WildSpot Sightings

Red-billed hornbill seen in Manyeleti Game ReserveWarthog seen in Hluhluwe-Umfolozi Park
Lion seen in Sabi Sands Game Reserve
Rhino seen in Addo National Park
Hippo seen at Lake St Lucia
Waterbuck seen in the Okavango Delta

Murchison Falls

Thursday, 18 April 2013 11:27

In the north-west of Uganda the Nile River's rapidly flowing course is rudely interrupted by a narrow fissure, which forces this mighty river through a gap just 24 feet (7 meters) wide. In a furious demonstration of power the water explodes into the deservedly named 'Boiling Pot'. Then at the height of its anger, the river corkscrews through another small gap to cascade 120 feet (36½ metres) in a thunderous foaming torrent.

Impressive for power rather than size, the Murchison Falls are a spectacular sight. However, there is much more to the park than a frothing river. There is a diversity of habitats both riverine and on grassy plains and savannah woodlands. Altitudes vary from 1,650-4,240 feet above sea level (500-1,292 meters).

ANIMALS AND BIRDS
During Idi Amin's 15-year despotic rule of Uganda in the 1970's, the country's wildlife was almost wiped out by wayward soldiers using animals as target practice. Now 30 years on and in times of peace, Uganda is once again teeming with wildlife in national parks well worth visiting.

The Nile River calms itself after the falls into a rather more gentile flow and the best way to experience the abundance of animal and bird life along its banks is on a riverboat from Paara Lodge. The river is full of unbelievably large Nile crocodiles who sunbathe on rocks and display their entire 15-foot (4½ metre) reptilian bodies. Occupying the same waterway are thousands of pink-eared hippos who take defending their territories seriously and can startle you with a sudden mock charge.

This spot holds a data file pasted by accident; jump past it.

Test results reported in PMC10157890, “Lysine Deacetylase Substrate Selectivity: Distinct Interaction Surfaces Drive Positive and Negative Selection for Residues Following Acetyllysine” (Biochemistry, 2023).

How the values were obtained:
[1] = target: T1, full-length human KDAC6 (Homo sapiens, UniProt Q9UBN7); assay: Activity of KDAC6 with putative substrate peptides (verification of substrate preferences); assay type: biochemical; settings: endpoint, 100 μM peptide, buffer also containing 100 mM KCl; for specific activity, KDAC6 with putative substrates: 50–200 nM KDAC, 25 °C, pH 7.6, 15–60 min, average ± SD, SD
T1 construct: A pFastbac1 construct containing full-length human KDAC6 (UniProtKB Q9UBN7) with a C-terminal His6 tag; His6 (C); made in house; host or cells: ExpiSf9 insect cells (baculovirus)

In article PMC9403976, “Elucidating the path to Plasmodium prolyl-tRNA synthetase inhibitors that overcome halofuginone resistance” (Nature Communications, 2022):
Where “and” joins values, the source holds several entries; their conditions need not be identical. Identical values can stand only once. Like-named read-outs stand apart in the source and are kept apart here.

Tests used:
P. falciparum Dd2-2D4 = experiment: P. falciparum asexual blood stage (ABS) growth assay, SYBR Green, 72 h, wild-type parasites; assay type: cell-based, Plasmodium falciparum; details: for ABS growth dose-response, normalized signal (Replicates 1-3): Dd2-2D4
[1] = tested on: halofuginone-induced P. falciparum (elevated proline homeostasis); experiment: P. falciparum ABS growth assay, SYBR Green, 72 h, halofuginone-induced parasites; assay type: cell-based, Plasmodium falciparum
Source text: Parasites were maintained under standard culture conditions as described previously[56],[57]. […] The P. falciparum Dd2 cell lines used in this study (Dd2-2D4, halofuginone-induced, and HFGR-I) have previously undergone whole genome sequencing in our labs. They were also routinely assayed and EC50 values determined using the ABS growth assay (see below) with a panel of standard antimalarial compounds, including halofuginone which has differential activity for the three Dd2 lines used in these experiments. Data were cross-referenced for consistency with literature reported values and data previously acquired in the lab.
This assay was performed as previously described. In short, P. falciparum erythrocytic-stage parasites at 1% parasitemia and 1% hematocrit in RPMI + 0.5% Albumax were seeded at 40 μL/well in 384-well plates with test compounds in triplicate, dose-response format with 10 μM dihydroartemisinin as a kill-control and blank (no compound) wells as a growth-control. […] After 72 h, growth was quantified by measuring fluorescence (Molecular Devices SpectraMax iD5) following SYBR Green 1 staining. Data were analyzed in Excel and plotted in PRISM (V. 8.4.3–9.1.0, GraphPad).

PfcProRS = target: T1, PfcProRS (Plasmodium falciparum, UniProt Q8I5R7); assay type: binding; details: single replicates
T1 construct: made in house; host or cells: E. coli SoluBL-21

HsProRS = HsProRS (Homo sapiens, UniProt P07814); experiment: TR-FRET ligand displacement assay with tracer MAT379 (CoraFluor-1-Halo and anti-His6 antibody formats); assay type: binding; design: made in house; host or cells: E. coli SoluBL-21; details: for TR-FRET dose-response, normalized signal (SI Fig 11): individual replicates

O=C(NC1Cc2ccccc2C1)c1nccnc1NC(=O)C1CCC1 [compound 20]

Buffaloes wade nonchalantly through the prolific floating water hyacinth fringing the banks, and huge herds of over 100 elephants cool themselves in shallow creeks and graze silently on the lush grasses. The park is also home to giraffe, oribi, hartebeest, waterbuck and Uganda kob.

During the boat excursion your senses are bombarded with such diversity, it is hard to know where to look. It is a bird spotters paradise and is especially good for seeing the bizarre looking and very rare shoebill (or whale-headed) stork. It stands alone four-feet high (over 1 meter), with a head like a wobbly wooden mallet and a timid pouting expression. It is almost matched in height by the goliath heron, who appears elegant in comparison.

SEASONS
Dry Season: June to September is the driest time when most animals remain near water, but be prepared for afternoon thunderstorms at any time. The hot dry time is January to February and is a good time to visit. Dry season temperatures average 80°F (25°C).
Rainy Season: It rains anytime from October to December and March to May when many roads become impassible.

FACTS
The national parks covers 600 miles² (1,500 km²)
The Nile's flow is dam regulated so the water levels remain more or less constant throughout the year.
The park is accessible on a tarmac road from the capital city Kampala. The journey takes six hours.
This is a malarial area.

 

Last modified on Thursday, 25 July 2013 10:23
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